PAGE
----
• The Continuing Chronology of Confusion: Crime Prevention, Welfare and the Why of Youth Justice
    The Continuing Chronology of Confusion: Crime Prevention, Welfare and the Why of Youth Justice Antonopoulos, Irene; Dingwall, Gavin; Hillier, Tim International human rights law states that child well-being must be paramount. The aims of the Youth Justice System in England and Wales should reflect this, but the present system fails to do so as its aims are various and lack coherence. This article argues that this incoherence emanates from an apparent conflict between welfare and crime prevention. The authors argue that this dichotomy is false if one recognises that crime will only be prevented by prioritising the welfare and well-being of the child offender. Adopting this approach would satisfy international obligations and reduce the risk of offending and re-offending. The file attached to this record is the author's final peer reviewed version. The Publisher's final version can be found by following the DOI link.
  • Young Offenders' Right to Integration post Human Rights Act 1998: Work as punishment, rehabilitation and enabler
    Young Offenders' Right to Integration post Human Rights Act 1998: Work as punishment, rehabilitation and enabler Antonopoulos, Irene; Dingwall, Gavin A combination of international children's rights instruments and regional human rights protection framework has ensured the protection of children in custody. Whilst the United Kingdom has ratified the Convention on the Protection of the Rights of the Child, its provisions have not been implemented directly into domestic law. Nevertheless, domestic legislation providing for the safeguarding of young offenders in combination with the Human Rights Act 1998 has ensured that their rights are safeguarded. The recent election campaign once again brought out the debate over the relationship between the European Court of Human Rights and the UK Parliament. In this article, the authors seek to ascertain whether the proposed repeal of the Human Rights Act 1998 will disadvantage young offenders and, specifically, whether it will compromise their right to education and training whilst in custody, which is designed to enable their rehabilitation and (re)integration into society post-release. Open Access article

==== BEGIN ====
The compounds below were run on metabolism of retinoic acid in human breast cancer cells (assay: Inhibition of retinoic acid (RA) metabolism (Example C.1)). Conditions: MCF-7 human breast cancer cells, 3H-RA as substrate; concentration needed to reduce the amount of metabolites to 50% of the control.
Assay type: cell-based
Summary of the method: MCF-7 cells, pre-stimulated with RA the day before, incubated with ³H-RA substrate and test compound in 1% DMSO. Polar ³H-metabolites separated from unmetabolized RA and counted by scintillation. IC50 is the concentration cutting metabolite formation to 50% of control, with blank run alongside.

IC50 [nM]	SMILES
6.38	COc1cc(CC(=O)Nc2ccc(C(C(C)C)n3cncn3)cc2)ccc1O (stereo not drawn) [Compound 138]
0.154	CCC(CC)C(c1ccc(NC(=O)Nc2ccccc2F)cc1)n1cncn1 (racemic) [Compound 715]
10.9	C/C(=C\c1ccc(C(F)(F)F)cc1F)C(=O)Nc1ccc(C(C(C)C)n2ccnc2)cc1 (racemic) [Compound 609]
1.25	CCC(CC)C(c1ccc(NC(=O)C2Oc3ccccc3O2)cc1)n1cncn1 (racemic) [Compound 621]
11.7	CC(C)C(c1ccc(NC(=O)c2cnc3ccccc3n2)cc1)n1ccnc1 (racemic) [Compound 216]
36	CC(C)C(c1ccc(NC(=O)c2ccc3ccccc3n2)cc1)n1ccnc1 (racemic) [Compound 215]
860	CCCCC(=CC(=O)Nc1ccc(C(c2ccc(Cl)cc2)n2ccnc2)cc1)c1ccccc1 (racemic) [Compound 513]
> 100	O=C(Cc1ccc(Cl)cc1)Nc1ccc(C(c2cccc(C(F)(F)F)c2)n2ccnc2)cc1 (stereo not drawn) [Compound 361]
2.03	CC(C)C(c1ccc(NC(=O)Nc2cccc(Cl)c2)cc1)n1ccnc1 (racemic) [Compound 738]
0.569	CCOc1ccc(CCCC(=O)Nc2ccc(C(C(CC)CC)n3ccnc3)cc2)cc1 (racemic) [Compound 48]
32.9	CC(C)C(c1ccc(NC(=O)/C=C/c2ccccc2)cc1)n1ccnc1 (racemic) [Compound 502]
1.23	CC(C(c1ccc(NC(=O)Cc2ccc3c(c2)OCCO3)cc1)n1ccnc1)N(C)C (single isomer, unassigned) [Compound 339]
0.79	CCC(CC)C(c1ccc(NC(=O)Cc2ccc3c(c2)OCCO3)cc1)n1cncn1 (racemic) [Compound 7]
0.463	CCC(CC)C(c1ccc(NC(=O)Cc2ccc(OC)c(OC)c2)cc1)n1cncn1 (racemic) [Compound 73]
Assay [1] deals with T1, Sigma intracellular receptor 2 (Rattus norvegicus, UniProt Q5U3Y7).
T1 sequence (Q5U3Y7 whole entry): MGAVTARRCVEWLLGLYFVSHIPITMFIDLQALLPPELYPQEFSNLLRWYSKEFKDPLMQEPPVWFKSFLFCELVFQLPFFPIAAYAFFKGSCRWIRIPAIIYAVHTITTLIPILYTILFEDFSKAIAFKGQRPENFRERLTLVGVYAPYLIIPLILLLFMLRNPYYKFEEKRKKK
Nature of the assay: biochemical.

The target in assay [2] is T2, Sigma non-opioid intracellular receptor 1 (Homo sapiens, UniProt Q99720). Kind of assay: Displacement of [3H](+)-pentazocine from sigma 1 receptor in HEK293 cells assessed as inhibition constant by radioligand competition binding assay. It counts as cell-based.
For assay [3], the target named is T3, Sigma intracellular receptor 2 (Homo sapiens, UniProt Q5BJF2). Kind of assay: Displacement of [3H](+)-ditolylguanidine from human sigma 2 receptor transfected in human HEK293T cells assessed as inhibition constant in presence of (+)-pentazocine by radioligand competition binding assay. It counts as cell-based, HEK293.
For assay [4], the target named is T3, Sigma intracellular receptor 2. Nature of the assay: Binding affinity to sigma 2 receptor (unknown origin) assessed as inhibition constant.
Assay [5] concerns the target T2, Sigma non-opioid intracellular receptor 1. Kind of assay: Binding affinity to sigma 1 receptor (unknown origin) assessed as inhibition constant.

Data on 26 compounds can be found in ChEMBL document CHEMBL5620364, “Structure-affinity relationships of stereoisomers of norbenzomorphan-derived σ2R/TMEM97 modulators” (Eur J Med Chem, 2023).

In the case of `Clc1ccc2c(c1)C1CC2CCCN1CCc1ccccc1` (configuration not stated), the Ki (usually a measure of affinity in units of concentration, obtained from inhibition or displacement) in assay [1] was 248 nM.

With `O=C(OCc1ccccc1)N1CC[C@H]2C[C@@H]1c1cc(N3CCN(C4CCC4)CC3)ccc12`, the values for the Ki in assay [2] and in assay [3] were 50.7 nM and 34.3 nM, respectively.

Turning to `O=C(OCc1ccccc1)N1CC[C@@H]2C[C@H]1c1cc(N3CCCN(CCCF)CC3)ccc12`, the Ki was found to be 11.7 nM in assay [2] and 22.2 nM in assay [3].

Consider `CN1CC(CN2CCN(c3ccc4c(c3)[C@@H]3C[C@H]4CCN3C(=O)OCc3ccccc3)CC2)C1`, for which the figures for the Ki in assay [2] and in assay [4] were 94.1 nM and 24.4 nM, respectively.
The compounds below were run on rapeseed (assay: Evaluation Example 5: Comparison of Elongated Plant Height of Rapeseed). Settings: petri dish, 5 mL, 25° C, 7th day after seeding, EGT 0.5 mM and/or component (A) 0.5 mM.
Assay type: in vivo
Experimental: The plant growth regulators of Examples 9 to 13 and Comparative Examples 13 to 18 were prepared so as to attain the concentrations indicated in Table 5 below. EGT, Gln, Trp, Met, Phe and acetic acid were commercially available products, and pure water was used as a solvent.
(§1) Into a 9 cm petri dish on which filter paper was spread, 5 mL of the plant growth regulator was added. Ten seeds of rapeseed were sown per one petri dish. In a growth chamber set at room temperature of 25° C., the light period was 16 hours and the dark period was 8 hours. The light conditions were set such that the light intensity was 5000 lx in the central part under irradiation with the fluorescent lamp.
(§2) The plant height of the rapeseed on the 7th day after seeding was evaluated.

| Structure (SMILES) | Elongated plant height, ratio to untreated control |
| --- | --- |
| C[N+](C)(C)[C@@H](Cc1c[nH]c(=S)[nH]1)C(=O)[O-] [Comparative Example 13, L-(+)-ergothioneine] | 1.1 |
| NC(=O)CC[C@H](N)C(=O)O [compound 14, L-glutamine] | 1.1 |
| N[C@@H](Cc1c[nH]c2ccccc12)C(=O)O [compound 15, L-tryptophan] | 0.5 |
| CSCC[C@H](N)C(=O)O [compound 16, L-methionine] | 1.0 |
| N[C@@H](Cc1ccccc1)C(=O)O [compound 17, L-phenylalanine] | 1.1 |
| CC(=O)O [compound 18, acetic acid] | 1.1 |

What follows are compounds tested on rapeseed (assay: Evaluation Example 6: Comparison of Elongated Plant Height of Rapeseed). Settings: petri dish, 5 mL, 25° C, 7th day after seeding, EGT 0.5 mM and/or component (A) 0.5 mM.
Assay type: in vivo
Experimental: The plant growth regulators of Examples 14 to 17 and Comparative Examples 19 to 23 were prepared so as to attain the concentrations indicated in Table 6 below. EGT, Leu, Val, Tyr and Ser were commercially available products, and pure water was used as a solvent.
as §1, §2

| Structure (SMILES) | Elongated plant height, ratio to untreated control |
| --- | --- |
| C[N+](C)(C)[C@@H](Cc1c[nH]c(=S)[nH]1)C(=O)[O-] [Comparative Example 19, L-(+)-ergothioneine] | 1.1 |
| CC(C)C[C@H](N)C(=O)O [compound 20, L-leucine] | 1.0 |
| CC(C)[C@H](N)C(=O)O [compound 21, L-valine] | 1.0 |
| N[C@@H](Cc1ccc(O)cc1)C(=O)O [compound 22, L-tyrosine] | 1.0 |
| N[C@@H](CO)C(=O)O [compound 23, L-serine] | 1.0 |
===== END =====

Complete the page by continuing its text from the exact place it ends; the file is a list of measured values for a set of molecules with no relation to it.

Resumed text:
• Responding to Claims of Property Interests on Maritime Public Property
    Responding to Claims of Property Interests on Maritime Public Property Antonopoulos, Irene The article discusses a court case of European Court of Human Rights which responded to claim of property interests on maritime public property that interfere with environmental protection. It mentions that the applicant has claimed regarding state's decision which has interfered with his rights. The court has reviewed the case and concluded that there was no violation of any human rights..

Research interests/expertise

  • Human Rights
  • Environmental Law
  • Sustainable Development
  • Public International Law

Areas of teaching

  • Human Rights Law
  • Immigration and Refugee Law
  • Research Methods

Qualifications

LLB (University of Leicester); LLM (university of Leicester); PhD (University of Aberdeen)

Membership of professional associations and societies

Fellow of the Royal Society of Arts

Fellow of the Higher Education Academy

Society of Legal Scholars

Socio-Legal Studies Association

Irene Antonopoulos resized